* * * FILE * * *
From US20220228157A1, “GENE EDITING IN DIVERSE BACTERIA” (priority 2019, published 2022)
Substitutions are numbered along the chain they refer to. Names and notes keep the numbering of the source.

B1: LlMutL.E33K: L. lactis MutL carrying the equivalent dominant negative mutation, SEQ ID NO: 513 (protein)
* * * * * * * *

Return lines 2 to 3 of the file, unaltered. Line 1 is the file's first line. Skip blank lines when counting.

Substitutions are numbered along the chain they refer to. Names and notes keep the numbering of the source.

B1: LlMutL.E33K: L. lactis MutL carrying the equivalent dominant negative mutation, SEQ ID NO: 513 (protein)